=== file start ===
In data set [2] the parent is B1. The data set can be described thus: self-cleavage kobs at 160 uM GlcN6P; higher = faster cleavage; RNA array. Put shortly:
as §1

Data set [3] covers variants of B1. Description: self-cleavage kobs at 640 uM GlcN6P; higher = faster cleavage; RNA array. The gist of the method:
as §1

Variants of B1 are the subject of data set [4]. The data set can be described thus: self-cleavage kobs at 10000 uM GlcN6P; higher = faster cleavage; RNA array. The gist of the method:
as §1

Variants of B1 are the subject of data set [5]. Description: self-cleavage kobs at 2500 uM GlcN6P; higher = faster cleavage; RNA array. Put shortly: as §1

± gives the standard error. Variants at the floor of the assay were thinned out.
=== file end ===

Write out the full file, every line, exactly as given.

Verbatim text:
In data set [2] the parent is B1. The data set can be described thus: self-cleavage kobs at 160 uM GlcN6P; higher = faster cleavage; RNA array. Put shortly:
as §1

Data set [3] covers variants of B1. Description: self-cleavage kobs at 640 uM GlcN6P; higher = faster cleavage; RNA array. The gist of the method:
as §1

Variants of B1 are the subject of data set [4]. The data set can be described thus: self-cleavage kobs at 10000 uM GlcN6P; higher = faster cleavage; RNA array. The gist of the method:
as §1

Variants of B1 are the subject of data set [5]. Description: self-cleavage kobs at 2500 uM GlcN6P; higher = faster cleavage; RNA array. Put shortly: as §1

± gives the standard error. Variants at the floor of the assay were thinned out.